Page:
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Generosity Series

Alex Bogusky's Unlikely Journey From Ad Man To Social Entrepreneurship Booster

Once called the creative director of the decade, Bogusky is now helping shape the message of everyone from Al Gore to budding worldchangers.

Homelessness presented Alex Bogusky, the Crispin Porter + Bogusky co-founder, with an unexpected challenge. The question was not whether or not he would help someone less fortunate but how he could play a more intentional role in the conversation going on in our streets and in society.

The answer was to purchase signs from the homeless in his community, spurred on by his appreciation of such a pure form of advertising. Prepared with cash, extra cardboard and markers, Bogusky hit the streets to begin buying signs and breaking down the barriers of communication between the homeless and himself. The more signs he accumulated, the more addictive the gesture became.

As the initiative gained momentum, Bogusky began working with the production company Kids at Play on this award-winning short, explaining that simply giving a dollar to someone and sharing this experience can further the notion of generosity. "Even if the person is going to use the money to do something that you don’t approve of, you still have put generosity into the world when you give them something," Bogusky says. "It seems to me that is a much more important thing than what happens with that money. Culturally we need that more. We need to think of generosity as a two-way street, as a connection, as a realization of our shared humanity."

Today, Bogusky, once named by AdWeek as advertising industry’s Creative Director of the Decade, is also changing the conversation between consumers and brands through his innovative nonprofit consultancy, the FearLess Revolution. He advocates for more truthful, collaborative, and social relationships and a more intentional consumer.

FearLess encourages consumers to put pressure on corporations to make the triple bottom line, simply the bottom line. Consumers have the power to put the causes they believe in first and to use their actions, talents and voices to show brands they must act the same.

"FearLess is saying, ‘Hey consumers if you’re going to be powerful, think of yourself as a citizen and consumer," Bogusky says. "Vote with your dollars and vote with your vote. If you try to do either one exclusively you are not going to be effective."

Shortly after leaving CP+B, Bogusky’s FearLess Revolution shifted into full gear as he began collaborating with Al Gore on generating awareness about a climate initiative. This project evolved into Bogusky’s two-year dedication to transforming Gore’s work into the Climate Reality Project. The revamp included a transition from a lobbying firm into a marketing organization, as well as the launch of a global event, the 24 hours of Climate Reality. With 17 million online viewers, this event invited the world to rethink the ways we can improve our planet, making it the most highly viewed and also one of the most talked about streaming web programs to date.

The other half of Bogusky’s branding work is COMMON, which helps social entrepreneurs re-envision capitalism through rapid innovation. "What COMMON is trying to do is just promote those people and those ideals so that every young kid coming out of college is either thinking, I want to be a social entrepreneur or I want to hitch my wagon to a social entrepreneur or socially entrepreneurial ideas," Bogusky says. "There will be thousands, there should be thousands of these sort of companies rather than just two."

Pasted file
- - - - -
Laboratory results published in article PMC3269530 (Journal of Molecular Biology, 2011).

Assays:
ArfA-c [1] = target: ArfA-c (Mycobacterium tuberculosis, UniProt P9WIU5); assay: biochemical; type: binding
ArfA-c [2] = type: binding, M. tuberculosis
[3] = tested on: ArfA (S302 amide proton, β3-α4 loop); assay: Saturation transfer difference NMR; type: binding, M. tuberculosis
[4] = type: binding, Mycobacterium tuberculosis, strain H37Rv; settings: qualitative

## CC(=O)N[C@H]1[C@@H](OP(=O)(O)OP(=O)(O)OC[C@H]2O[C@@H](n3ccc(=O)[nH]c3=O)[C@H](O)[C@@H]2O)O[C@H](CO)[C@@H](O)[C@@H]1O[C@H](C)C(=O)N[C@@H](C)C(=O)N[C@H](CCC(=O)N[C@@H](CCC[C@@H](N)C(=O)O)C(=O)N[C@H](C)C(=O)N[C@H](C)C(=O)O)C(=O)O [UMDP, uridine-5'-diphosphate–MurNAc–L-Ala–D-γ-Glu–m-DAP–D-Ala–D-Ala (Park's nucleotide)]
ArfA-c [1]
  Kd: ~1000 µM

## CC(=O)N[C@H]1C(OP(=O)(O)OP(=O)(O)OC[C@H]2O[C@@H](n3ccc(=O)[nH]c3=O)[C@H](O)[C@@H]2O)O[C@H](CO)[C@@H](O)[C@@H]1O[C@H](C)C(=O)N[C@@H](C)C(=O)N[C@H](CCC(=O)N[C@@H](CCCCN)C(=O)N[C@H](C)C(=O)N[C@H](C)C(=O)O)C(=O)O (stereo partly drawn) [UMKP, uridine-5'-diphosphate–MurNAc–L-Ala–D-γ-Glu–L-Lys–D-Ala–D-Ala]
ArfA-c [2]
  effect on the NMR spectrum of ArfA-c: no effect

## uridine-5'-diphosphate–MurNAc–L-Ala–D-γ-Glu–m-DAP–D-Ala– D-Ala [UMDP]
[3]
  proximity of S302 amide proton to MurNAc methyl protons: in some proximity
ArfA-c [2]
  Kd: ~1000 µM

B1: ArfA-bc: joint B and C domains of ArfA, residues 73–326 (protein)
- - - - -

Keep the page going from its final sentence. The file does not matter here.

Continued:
COMMON takes many forms. The Maniacal Business Attack (MBA) is a 4-day intensive, collaborative workshop delving into the newest media and ideas to bring about social change. MBA teams consist of designers, creatives and strategists who attack and rebrand specific social enterprises.

For those with a more competitive edge, there is COMMON Pitch. From Milwaukee to Chile to South Africa and back, socially minded changemakers gather to pitch their ideas to an audience with agendas other than funding. "We want people who’ve never heard of social entrepreneurship to be there," Bogusky says. "And we want people that need work to get inspired."

This high-energy event is as much about having a good time as it is about changing the world. Amid musical performances and celebrity guests, budding businesspeople pitch their ideas, with the goal of inspiring people to get on the social entrepreneurial bandwagon.

This is the latest post in a series on generosity, in conjunction with Catchafire.

"One moment that blew my mind was in Brooklyn," Bogusky remembers. "When the social entrepreneurs were coming off the stage, everyone was celebrating and the awards were given out. This bouncer, who you know never really thought of social entrepreneurs, just happened to be watching from the back was going up and hugging the entrepreneurs. That is some serious change. That is what COMMON most likes to do."

In between consulting nonprofits and fueling entrepreneurs, Bogusky is using his skills to support a resurgence in American manufacturing, as investor and advisor to the Made Movement. Dedicated solely to branding the companies that produce goods in the United States, Made’s work has impacted 17 states and supported 9,400 jobs and counting. "I think Made in America is important," Bogusky says. "I think my generation got it wrong when we had the opportunity to keep manufacturing here. I think this time around it’s going to be more successful."

Don’t expect the conversations Bogusky is engaged in to stop here. "I always feel that I should be doing more," Bogusky admits. "I think [giving] becomes a little bit addictive—you just want to do more and more of it."